A Multi-pilot licence (MPL) will allow you to act as a co-pilot in an aeroplane required to be operated with a co-pilot for commercial air transport.
If you hold an MPL you can get extra privileges, to include the privileges of the PPL(A) or of a CPL(A) or single pilot IR, if you complete additional training to meet the requirements of those licences.
The MPL only includes instrument rating privileges for multi-pilot operations.
The full privileges and conditions are detailed in FCL.405.A.
You will need to demonstrate through ongoing assessment the skills required to fulfil the MPL training course requirements as the pilot flying the aircraft, and as the monitoring pilot. This must be done in a multi-engine turbine powered multi-pilot aeroplane under VFR and IFR.
At the end of your course, you will also need to pass a skill test to demonstrate that you can perform the relevant procedures and manoeuvres at an appropriate level. You will need to take the test on the same aeroplane type as used in the later stages of your integrated MPL course or in a full flight simulator representing the same type.
You will then need to complete the required base training.
The aim of the integrated MPL training course is to obtain a multi-pilot licence (MPL) and be trained to the level necessary to operate as co-pilot in a multi-engine, multi-pilot, turbine-powered commercial air transport aeroplane under visual flight rules (VFR) and instrument flight rules (IFR).
There are no pre-requisites for this course.
MPL training will be undertaken at an approved ATO that is part of or has a specific arrangement in place with a commercial air transport operator that has been certificated by EASA. Your licence will be restricted to that specific operator until you complete the airline operator's conversion course.
You will complete all the instructional stages in one continuous course at an ATO, which will be competency based and carried out in a multi-crew operational environment.
This will include:
If you fail or are unable to complete the course you and your ATO need to contact us via email@example.com.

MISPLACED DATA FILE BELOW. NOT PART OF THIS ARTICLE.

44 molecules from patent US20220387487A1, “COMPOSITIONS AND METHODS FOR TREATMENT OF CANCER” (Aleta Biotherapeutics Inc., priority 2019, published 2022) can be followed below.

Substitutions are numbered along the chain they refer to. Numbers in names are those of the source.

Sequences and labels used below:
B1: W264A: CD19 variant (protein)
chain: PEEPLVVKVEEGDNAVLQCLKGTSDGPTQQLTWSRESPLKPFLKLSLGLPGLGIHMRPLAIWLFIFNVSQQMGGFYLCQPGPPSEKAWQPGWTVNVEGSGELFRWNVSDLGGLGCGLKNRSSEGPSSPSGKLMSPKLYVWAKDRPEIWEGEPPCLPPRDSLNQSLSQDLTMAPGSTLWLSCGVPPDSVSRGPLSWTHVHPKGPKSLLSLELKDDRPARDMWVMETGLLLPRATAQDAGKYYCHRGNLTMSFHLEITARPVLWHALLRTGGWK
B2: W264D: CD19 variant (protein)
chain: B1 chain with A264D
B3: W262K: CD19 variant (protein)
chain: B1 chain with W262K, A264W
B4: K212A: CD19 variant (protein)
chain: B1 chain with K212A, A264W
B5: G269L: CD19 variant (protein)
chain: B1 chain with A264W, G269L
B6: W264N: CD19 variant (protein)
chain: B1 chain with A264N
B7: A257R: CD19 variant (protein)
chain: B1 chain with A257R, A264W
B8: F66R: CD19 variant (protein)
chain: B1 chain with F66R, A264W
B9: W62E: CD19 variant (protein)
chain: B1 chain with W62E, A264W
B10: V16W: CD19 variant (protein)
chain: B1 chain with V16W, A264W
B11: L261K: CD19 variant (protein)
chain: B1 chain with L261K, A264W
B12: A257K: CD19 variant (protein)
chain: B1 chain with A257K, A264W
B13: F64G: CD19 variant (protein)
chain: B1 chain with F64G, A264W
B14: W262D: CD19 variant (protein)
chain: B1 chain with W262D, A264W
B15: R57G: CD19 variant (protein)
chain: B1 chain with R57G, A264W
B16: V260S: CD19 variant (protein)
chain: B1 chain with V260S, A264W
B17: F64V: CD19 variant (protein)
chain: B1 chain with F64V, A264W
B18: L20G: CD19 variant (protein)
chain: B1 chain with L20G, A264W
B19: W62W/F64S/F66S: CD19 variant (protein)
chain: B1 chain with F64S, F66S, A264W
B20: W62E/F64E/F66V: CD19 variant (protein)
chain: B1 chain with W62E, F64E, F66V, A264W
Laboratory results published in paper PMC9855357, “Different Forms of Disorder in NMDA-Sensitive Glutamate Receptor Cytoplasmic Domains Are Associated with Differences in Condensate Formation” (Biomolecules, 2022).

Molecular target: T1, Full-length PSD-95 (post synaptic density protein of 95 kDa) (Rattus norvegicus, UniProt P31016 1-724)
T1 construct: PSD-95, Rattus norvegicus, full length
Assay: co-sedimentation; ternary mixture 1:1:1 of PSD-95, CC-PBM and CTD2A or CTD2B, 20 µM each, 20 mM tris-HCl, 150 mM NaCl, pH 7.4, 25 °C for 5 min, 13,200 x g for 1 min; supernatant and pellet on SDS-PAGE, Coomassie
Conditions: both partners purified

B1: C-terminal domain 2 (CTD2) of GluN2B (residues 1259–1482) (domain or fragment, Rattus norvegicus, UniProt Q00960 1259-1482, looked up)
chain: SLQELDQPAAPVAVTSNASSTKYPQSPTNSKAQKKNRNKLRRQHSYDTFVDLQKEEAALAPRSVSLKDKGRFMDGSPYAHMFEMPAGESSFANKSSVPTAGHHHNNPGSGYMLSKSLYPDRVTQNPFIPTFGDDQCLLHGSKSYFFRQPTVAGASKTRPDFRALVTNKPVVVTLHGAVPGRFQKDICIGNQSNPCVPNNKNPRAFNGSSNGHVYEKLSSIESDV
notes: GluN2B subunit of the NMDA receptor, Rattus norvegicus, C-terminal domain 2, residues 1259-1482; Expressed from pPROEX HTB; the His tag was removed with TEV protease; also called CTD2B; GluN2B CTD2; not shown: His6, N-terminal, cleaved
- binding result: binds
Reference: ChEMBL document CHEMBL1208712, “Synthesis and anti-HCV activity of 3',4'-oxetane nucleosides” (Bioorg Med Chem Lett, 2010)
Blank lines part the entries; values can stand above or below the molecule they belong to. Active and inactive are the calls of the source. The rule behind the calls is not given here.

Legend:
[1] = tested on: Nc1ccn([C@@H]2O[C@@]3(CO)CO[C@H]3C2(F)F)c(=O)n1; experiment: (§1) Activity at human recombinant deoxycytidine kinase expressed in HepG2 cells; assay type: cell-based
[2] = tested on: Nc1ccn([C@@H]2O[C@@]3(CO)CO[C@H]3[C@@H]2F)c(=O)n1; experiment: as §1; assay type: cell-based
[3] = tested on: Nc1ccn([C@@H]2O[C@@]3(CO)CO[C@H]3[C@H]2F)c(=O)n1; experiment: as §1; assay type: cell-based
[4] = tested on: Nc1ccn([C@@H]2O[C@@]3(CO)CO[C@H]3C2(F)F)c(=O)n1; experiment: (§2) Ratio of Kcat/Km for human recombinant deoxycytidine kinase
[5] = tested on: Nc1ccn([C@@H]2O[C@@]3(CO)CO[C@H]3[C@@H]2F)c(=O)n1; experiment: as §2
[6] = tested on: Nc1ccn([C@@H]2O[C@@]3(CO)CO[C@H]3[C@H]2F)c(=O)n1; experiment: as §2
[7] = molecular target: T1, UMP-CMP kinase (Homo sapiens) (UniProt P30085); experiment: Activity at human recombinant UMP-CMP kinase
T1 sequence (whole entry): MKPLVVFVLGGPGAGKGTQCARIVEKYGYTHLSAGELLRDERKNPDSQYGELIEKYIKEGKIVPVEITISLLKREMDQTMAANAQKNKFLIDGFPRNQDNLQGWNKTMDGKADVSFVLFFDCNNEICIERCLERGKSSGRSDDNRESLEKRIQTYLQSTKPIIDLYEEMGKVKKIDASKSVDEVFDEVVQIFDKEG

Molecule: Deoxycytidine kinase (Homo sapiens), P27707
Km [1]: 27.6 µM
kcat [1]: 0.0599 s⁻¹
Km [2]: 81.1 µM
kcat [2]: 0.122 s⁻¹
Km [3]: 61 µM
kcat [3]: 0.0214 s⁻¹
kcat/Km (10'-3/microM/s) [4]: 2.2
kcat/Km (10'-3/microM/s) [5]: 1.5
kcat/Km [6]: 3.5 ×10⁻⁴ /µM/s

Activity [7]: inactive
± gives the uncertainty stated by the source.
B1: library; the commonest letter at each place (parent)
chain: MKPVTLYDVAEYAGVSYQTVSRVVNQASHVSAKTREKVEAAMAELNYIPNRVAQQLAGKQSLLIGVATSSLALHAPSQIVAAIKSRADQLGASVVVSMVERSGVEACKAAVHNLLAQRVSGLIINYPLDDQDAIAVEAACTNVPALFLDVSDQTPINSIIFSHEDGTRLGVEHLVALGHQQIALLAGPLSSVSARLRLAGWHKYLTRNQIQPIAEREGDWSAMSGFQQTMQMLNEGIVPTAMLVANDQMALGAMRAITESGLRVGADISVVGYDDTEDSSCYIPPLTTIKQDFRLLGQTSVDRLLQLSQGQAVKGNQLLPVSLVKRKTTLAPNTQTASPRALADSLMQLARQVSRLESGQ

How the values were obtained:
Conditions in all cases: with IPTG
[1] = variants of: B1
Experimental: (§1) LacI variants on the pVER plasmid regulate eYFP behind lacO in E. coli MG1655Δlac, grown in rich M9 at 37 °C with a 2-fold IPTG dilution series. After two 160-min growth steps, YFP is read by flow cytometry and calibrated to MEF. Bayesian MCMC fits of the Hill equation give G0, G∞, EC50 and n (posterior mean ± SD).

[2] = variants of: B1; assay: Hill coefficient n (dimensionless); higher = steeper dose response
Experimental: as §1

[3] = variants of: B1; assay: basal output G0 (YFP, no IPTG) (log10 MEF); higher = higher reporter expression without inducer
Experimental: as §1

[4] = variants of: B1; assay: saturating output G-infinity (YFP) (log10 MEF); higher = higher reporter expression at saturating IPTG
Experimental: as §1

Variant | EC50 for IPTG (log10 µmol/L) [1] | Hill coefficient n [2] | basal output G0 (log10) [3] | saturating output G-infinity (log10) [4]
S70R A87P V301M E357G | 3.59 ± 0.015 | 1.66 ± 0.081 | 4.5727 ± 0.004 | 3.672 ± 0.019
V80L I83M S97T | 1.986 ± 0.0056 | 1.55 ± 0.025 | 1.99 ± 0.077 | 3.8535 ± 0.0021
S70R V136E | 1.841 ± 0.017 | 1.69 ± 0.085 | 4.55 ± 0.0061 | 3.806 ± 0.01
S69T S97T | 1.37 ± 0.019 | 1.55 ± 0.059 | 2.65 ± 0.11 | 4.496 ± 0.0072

The course will include 750 hours of instruction to ATPL(A) level plus the hours for the type rating you are applying for.
The theoretical knowledge areas include:
The flying training will include at least 240 hours, including Pilot Flying and Pilot Not Flying hours, in both an aeroplane and a simulator, and the MCC requirements, and will cover the following:
Specific basic single-pilot training
Introduction of multi-crew operations and instrument flight
Application of multi-crew operations to a multi-engine turbine aeroplane certified as a high performance aeroplane.
Type rating training within an airline environment
Flight experience not completed in a simulator will include:
You will be given training in asymmetric flight in an aeroplane or a suitable simulator.
Each phase will include both instruction in the underpinning knowledge and practical training. Your course syllabus and progress will be assessed throughout to ensure that the course is relevant and that you learn the essential skills.
The training course must include at least 12 take-offs and landings, performed under the supervision of your instructor in the same aeroplane that you are completing the type rating for.
You will need to hold a valid English Language Proficiency and your valid Part MED Medical certificate must be held on our UK database.
If you hold or held a JAR or EASA licence in another Member State, you need to complete the Change of State and SOLI procedures to transfer your licence and medical to the UK before applying.
Please ensure that your training provider is approved to conduct the training that you are undertaking.
We strongly recommend you check that your instructor and examiner hold the relevant privileges to conduct the training and any flight test, examination or assessment of competence that is being carried out.
Read all @UK_CAA
UK airports show big rise in help for disabled passengers
13 July, 2018
Only use approved commercial drone users or you could be out of pocket – warns CAA
24 May, 2018
Airspace change process for Glasgow Airport
4 April, 2018
Read all News
International women in engineering day
22 June, 2017
Mandatory occurrence reporting
7 December, 2016
Guidance for flying drones
17 May, 2016
Read All Blogs